This book and its cover reminds me of Olympia Vernon's Eden, but it is set in Nigeria not Mississipi. Both books brilliantly tell the story of people of African descent in such a magical way that you feel power in every page. You feel this undying will that manifests the struggle of African people, their struggle to be heard, recognized and loved. Purple Hibiscus is as timeless as the sand and as beautiful as the flower it is named after.
5.0 out of 5 stars Haunting and satisfying,
This review is from: Purple Hibiscus (Hardcover)Achingly beautiful language in a story with political, philosophical, and psychological drama and realism. At times I wanted to look away at the pain, but the excitement and depth kept me transfixed.
5.0 out of 5 stars An astonishing debut,
This review is from: Purple Hibiscus (Hardcover)Purple Hibiscus is a must read for anyone who is interested in family dynamics, the nature of faith and freedom, or modern-day Nigeria. An excellent debut.
3 of 5 people found the following review helpful
5.0 out of 5 stars Excellent novel,
This review is from: Purple Hibiscus: A Novel (Paperback)If you're one for great writing, and reading about family dysfunction, then PURPLE HIBISCUS is the book for you. I was reminded at times of either the book GLASS CASTLE or THE BARK OF THE DOGWOOD in that the story deals with a youth who has little or no control over his/her environment. While you might expect this to be a complete downer, it is not. I highly recommend it.
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1 of 2 people found the following review helpful
5.0 out of 5 stars an excellent debut,
This review is from: Purple Hibiscus (Hardcover)"Purple Hibiscus" is the debut novel from Chimamanda Ngozi Adichie. It is the story of Kambili and her family. Kambili's father is a powerful force both at home and in the family. He holds fast to his Catholicism he views anyone who does not follow Christ as firmly as he does as a sinner and doomed to a fiery eternity. He is not simply the father, but the ruler of the household. Kambili's father sets a daily schedule for Kambili and her brother, Jaja, that they must follow to the minute and they are commanded to be the best students in their school. While Jaja has a strength to his character, Kambili is meek and has the sense of being emotionally beaten down, though she has a strong narration throughout the novel.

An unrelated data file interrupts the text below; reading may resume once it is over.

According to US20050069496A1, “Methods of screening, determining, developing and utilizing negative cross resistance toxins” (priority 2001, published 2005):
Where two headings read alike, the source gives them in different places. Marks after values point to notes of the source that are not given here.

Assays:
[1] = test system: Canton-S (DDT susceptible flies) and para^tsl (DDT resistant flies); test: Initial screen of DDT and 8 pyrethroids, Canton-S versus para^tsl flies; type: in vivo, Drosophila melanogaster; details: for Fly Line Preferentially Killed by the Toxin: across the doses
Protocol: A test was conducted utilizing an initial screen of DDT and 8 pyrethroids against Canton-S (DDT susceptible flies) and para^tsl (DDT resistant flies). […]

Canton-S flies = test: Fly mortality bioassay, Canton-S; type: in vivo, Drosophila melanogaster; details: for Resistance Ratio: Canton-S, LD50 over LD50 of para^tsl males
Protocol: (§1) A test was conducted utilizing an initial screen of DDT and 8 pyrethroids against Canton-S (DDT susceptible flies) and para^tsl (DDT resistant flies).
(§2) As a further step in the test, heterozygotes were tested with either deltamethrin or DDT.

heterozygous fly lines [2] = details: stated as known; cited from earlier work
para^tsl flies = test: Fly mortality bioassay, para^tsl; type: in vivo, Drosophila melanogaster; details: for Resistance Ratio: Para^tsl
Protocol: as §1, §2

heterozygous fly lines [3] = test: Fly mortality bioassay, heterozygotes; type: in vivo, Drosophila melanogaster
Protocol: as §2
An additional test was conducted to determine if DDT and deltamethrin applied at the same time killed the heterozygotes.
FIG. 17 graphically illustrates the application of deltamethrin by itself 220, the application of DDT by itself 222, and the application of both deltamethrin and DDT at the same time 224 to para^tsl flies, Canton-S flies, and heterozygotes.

The novel is set in Nigeria and it begins on Palm Sunday with a fight within the family. Jaja is disobedient to his father and this seems like the beginning where cracks start appearing in the family, but Kambili tells us that the true beginning of this story happens earlier than this. The second section of the novel is "before Palm Sunday" and is set an uncertain amount of time before Palm Sunday (at least, I didn't figure out exactly what the timeframe was). This section traces Kambili's family and extended family as it leads up the Palm Sunday event, and we learn that the fight was not really a beginning, but an ending, that the fight was the result of all of the time before and the changes that were made in Kambili and Jaja, and by extension - to the family. Section Three is "After Palm Sunday" and we see the ramifications of that fight and at this point it feels inevitable what happens next.
This is a strong, powerful novel, and even though it is set in a location that I have no knowledge of, it is really a novel about a family and a 15 year old girl. Some things are universal, despite cultural differences. This story of Kambili and her family is one such thing. If you put the characters in a different setting (rural America, perhaps), the same story could play out with only a few differences. This is the power of the story, that knowing nothing of Nigeria, we can understand the story Adichie is spinning.
2 of 4 people found the following review helpful
4.0 out of 5 stars Great debut novel, and good story of Nigeria,
This review is from: Purple Hibiscus (Hardcover)Adichie's "Purple Hibiscus" will join other notable first novels like "Things Fall Apart" in the canon of great African literature. It is a very good story of the stuggles within one Nigerian family, with a domineering father, a sad, submissive mother, a defiant brother, and a daughter who is torn between following her aunt or her father. I did like the aunt's perspective, but on the other hand, I don't like the insinoution that pagans are spiritually purer than Christians. I also thought that the book excused the mother a little too much for how she finally dealt the family problem.
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Purple Hibiscus (Hardcover)